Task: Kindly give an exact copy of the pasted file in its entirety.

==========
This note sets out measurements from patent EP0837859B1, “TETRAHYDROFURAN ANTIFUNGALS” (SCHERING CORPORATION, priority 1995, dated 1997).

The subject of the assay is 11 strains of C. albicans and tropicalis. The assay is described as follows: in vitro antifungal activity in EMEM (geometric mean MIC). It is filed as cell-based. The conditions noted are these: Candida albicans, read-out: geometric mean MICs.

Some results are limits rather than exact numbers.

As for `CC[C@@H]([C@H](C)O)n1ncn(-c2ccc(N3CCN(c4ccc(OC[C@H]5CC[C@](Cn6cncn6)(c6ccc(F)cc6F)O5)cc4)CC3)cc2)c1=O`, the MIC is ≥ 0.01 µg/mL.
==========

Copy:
This note sets out measurements from patent EP0837859B1, “TETRAHYDROFURAN ANTIFUNGALS” (SCHERING CORPORATION, priority 1995, dated 1997).

The subject of the assay is 11 strains of C. albicans and tropicalis. The assay is described as follows: in vitro antifungal activity in EMEM (geometric mean MIC). It is filed as cell-based. The conditions noted are these: Candida albicans, read-out: geometric mean MICs.

Some results are limits rather than exact numbers.

As for `CC[C@@H]([C@H](C)O)n1ncn(-c2ccc(N3CCN(c4ccc(OC[C@H]5CC[C@](Cn6cncn6)(c6ccc(F)cc6F)O5)cc4)CC3)cc2)c1=O`, the MIC is ≥ 0.01 µg/mL.